In the company of a historian, you will spend your hour car ride to Terezín learning about the Nazi occupation of Czechoslovakia in March 1939 and the steady erosion of civil rights for the Jewish community and other groups in the so-called Protectorate of Bohemia and Moravia. You will learn how the camp’s Jewish inmates organized health care, conducting cultural and secret educational activities. You'll also hear about the crowded conditions in the Jewish ghetto. The duration of this day trip is roughly six to seven hours, including the 1-hour journey from Prague and back, and a lunch or coffee break at a local cafe.
Although Terezín was not an extermination camp, more than 33,000 people (primarily European Jews) perished within its walls during World War II and the Nazi occupation of Czechoslovakia. Still another 88,000 individuals were sent from Terezín to Auschwitz and Mauthausen.
In the company of a historian, you will spend your hour drive in a private car or minivan to Terezín learning about the Nazi occupation of Czechoslovakia in March 1939 and the steady erosion of civil rights for Jews and other groups in the so-called Protectorate of Bohemia and Moravia, until the beginning of the transports that brought the Jews to the overcrowded, unhygienic conditions of the ghetto.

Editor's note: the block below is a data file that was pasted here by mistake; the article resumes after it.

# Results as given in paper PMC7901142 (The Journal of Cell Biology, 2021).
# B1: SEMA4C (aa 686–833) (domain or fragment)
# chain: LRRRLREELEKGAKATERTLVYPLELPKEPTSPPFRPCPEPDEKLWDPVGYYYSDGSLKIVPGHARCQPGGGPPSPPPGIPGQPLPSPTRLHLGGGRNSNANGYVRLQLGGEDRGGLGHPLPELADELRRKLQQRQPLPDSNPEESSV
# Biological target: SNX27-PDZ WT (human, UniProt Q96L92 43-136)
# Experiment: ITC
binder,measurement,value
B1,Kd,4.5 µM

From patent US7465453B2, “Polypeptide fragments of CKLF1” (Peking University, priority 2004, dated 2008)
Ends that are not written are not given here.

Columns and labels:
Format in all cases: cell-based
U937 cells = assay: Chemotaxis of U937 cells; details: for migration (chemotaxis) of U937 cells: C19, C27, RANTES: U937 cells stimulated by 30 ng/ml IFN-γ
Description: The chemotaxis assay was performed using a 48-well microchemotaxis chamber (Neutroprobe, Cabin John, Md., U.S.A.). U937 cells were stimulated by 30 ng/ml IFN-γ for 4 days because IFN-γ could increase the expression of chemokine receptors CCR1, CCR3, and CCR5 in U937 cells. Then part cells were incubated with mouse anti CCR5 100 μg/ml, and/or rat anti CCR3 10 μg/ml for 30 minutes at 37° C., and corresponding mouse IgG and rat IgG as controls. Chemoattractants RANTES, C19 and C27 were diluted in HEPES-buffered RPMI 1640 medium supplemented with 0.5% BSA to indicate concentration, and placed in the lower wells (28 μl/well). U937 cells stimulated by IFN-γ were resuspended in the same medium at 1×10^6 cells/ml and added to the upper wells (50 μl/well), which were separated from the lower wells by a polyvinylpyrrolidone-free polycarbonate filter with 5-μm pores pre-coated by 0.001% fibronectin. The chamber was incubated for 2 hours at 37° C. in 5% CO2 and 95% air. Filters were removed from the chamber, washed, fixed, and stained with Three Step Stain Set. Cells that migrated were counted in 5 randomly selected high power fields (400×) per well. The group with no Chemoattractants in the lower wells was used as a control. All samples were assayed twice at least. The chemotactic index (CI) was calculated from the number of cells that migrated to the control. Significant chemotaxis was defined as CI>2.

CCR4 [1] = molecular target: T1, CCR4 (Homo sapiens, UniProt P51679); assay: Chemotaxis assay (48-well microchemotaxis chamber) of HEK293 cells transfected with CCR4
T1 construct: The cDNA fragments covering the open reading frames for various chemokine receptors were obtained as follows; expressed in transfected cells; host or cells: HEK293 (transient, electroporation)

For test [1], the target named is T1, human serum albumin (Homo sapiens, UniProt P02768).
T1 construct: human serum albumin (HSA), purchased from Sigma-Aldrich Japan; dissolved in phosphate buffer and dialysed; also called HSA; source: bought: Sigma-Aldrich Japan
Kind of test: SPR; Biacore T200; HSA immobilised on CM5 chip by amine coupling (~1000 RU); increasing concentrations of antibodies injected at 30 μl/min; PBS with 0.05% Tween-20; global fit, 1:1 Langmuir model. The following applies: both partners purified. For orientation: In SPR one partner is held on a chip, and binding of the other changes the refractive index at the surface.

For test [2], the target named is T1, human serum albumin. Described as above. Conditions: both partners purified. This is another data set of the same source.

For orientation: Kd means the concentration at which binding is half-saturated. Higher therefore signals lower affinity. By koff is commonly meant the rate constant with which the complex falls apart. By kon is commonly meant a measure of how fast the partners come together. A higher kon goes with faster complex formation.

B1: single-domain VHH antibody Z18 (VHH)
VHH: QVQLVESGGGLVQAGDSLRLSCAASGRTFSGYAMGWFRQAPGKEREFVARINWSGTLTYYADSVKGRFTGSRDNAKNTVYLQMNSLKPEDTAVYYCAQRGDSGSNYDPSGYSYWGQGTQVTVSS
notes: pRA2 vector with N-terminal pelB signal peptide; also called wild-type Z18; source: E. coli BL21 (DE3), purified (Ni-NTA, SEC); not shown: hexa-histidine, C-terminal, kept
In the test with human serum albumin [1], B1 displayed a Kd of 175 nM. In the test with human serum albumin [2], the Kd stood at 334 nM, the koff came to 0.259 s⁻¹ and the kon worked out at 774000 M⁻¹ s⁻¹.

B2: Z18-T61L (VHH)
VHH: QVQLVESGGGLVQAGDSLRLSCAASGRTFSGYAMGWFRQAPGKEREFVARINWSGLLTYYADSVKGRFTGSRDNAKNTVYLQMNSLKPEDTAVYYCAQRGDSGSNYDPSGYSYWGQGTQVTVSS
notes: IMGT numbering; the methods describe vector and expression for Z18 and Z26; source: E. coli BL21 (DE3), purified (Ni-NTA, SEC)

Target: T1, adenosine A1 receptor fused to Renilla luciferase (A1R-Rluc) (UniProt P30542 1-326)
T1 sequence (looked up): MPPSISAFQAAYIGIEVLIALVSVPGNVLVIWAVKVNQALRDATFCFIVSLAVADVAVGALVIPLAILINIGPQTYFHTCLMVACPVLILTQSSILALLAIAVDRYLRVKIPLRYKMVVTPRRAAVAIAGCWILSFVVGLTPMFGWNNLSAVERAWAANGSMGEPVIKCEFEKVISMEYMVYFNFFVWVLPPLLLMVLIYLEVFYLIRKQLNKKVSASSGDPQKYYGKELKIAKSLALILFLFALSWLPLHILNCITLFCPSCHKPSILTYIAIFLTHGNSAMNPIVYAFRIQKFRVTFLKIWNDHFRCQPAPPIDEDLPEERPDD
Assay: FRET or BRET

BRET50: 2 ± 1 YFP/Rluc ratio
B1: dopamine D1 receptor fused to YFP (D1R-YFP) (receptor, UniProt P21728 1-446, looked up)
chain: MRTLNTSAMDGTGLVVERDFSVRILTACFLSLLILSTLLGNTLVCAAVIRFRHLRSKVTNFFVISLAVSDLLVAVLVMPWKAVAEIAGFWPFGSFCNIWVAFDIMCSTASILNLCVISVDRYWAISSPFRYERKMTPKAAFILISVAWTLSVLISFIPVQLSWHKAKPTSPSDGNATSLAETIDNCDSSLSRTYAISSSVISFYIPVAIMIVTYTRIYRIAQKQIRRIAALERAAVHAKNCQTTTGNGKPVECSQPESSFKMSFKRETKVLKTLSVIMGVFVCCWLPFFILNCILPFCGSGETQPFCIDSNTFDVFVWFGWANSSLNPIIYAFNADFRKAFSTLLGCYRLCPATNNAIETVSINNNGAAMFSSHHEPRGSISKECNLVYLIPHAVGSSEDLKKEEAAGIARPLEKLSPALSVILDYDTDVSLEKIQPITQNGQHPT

You will learn how the camp’s Jewish inmates managed to organize basic health care and social welfare, conducting cultural and secret educational activities and even holding secret religious services. A great number of professional and amateur artists passed through Terezín and they tried to stay active even after arrival. The Nazis banned any cultural activities at first but later on – in compliance with the decision to use Terezín for propaganda – tolerated them. This led to a camp life of grim paradoxes. Inmates improvised theatrical and musical performances, painted and drew copiously, wrote and even published magazines. One whole building of the memorial is dedicated to the art produced in the ghetto. Your guide will help you understand the various intellectuals, artists and personalities who created such work in such a context.
Some 4,500 drawings by the ghetto children have been preserved and they have a very special place in Terezín’s artistic context. They were hidden in two suitcases by Friedl Dicker-Brandeis before her departure to Auschwitz where she was killed. Dicker-Brandeis had studied at the Weimer Bauhaus and later worked as an artist and textile designer. In the ghetto she organized drawing classes for kids. Out of some 660 authors of the drawings, 550 were murdered in the Shoah.
With careful attention to detail and historical context and sensitivity to the emotional experience of visitors, your guide will help you to move through the Small Fortress, Ghetto Museum, Magdeburg Barracks, Crematorium, Columbarium, Ceremonial Halls and Central Morgue, and a replica of an attic room.